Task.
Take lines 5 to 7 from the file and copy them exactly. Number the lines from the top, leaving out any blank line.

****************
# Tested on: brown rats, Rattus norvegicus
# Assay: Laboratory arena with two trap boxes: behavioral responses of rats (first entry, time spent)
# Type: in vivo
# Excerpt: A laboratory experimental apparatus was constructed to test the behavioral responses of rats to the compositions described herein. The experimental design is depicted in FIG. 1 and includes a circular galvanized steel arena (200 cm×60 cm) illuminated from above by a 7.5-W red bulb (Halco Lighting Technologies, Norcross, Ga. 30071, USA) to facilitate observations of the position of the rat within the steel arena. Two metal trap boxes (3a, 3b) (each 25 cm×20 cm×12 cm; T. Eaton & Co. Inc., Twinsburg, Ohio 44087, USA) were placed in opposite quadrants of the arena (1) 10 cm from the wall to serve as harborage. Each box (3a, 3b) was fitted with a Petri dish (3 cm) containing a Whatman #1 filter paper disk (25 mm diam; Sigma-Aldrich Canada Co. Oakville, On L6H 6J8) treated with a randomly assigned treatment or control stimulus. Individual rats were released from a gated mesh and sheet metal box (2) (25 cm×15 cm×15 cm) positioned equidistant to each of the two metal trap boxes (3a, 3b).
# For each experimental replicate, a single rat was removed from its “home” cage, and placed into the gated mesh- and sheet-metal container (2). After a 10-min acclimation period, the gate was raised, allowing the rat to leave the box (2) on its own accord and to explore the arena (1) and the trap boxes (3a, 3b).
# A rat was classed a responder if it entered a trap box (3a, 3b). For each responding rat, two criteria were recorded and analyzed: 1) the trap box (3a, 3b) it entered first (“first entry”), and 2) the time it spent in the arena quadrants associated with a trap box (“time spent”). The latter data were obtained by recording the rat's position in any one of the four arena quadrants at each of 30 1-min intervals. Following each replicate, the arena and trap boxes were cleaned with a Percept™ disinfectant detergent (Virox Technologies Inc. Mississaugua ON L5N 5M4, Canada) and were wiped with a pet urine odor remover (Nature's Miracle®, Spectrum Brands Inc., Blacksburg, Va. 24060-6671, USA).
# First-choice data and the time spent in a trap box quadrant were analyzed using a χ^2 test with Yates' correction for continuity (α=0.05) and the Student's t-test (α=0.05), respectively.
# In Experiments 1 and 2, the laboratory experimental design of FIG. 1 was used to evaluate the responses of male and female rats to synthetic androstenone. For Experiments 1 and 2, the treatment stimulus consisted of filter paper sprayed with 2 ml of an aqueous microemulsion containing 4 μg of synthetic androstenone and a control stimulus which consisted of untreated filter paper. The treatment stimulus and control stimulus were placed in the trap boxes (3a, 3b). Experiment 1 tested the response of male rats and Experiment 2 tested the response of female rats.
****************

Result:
# For each experimental replicate, a single rat was removed from its “home” cage, and placed into the gated mesh- and sheet-metal container (2). After a 10-min acclimation period, the gate was raised, allowing the rat to leave the box (2) on its own accord and to explore the arena (1) and the trap boxes (3a, 3b).
# A rat was classed a responder if it entered a trap box (3a, 3b). For each responding rat, two criteria were recorded and analyzed: 1) the trap box (3a, 3b) it entered first (“first entry”), and 2) the time it spent in the arena quadrants associated with a trap box (“time spent”). The latter data were obtained by recording the rat's position in any one of the four arena quadrants at each of 30 1-min intervals. Following each replicate, the arena and trap boxes were cleaned with a Percept™ disinfectant detergent (Virox Technologies Inc. Mississaugua ON L5N 5M4, Canada) and were wiped with a pet urine odor remover (Nature's Miracle®, Spectrum Brands Inc., Blacksburg, Va. 24060-6671, USA).
# First-choice data and the time spent in a trap box quadrant were analyzed using a χ^2 test with Yates' correction for continuity (α=0.05) and the Student's t-test (α=0.05), respectively.